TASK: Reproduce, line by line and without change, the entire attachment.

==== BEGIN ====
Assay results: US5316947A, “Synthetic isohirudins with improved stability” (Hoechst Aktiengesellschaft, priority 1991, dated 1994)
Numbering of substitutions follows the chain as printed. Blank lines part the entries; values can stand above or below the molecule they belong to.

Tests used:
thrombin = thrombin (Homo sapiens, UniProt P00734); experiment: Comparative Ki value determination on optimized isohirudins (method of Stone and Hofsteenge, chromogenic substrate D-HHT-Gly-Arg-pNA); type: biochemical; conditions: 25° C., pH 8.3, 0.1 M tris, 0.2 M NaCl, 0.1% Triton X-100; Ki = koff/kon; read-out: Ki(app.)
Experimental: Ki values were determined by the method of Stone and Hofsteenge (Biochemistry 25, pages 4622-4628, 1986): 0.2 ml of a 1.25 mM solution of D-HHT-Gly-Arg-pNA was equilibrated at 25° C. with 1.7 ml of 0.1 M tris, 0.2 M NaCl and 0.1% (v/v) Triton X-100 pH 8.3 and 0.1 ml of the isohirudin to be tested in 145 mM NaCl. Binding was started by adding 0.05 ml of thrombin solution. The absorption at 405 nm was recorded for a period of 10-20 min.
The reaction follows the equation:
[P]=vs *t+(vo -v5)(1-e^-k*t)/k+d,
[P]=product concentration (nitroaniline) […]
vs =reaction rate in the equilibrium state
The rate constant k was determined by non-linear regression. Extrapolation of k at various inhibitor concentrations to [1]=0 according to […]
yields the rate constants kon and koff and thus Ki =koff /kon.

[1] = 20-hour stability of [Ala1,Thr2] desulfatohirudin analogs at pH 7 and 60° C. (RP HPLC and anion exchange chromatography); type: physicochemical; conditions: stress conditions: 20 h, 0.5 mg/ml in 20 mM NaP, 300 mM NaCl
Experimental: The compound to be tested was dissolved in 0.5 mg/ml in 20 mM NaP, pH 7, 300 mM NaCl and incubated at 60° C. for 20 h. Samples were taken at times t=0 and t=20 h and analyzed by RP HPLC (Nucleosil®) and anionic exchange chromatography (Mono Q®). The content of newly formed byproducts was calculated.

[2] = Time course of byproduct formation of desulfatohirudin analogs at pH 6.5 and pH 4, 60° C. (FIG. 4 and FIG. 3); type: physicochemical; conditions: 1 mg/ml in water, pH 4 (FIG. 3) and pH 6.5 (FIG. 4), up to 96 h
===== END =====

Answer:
Assay results: US5316947A, “Synthetic isohirudins with improved stability” (Hoechst Aktiengesellschaft, priority 1991, dated 1994)
Numbering of substitutions follows the chain as printed. Blank lines part the entries; values can stand above or below the molecule they belong to.

Tests used:
thrombin = thrombin (Homo sapiens, UniProt P00734); experiment: Comparative Ki value determination on optimized isohirudins (method of Stone and Hofsteenge, chromogenic substrate D-HHT-Gly-Arg-pNA); type: biochemical; conditions: 25° C., pH 8.3, 0.1 M tris, 0.2 M NaCl, 0.1% Triton X-100; Ki = koff/kon; read-out: Ki(app.)
Experimental: Ki values were determined by the method of Stone and Hofsteenge (Biochemistry 25, pages 4622-4628, 1986): 0.2 ml of a 1.25 mM solution of D-HHT-Gly-Arg-pNA was equilibrated at 25° C. with 1.7 ml of 0.1 M tris, 0.2 M NaCl and 0.1% (v/v) Triton X-100 pH 8.3 and 0.1 ml of the isohirudin to be tested in 145 mM NaCl. Binding was started by adding 0.05 ml of thrombin solution. The absorption at 405 nm was recorded for a period of 10-20 min.
The reaction follows the equation:
[P]=vs *t+(vo -v5)(1-e^-k*t)/k+d,
[P]=product concentration (nitroaniline) […]
vs =reaction rate in the equilibrium state
The rate constant k was determined by non-linear regression. Extrapolation of k at various inhibitor concentrations to [1]=0 according to […]
yields the rate constants kon and koff and thus Ki =koff /kon.

[1] = 20-hour stability of [Ala1,Thr2] desulfatohirudin analogs at pH 7 and 60° C. (RP HPLC and anion exchange chromatography); type: physicochemical; conditions: stress conditions: 20 h, 0.5 mg/ml in 20 mM NaP, 300 mM NaCl
Experimental: The compound to be tested was dissolved in 0.5 mg/ml in 20 mM NaP, pH 7, 300 mM NaCl and incubated at 60° C. for 20 h. Samples were taken at times t=0 and t=20 h and analyzed by RP HPLC (Nucleosil®) and anionic exchange chromatography (Mono Q®). The content of newly formed byproducts was calculated.

[2] = Time course of byproduct formation of desulfatohirudin analogs at pH 6.5 and pH 4, 60° C. (FIG. 4 and FIG. 3); type: physicochemical; conditions: 1 mg/ml in water, pH 4 (FIG. 3) and pH 6.5 (FIG. 4), up to 96 h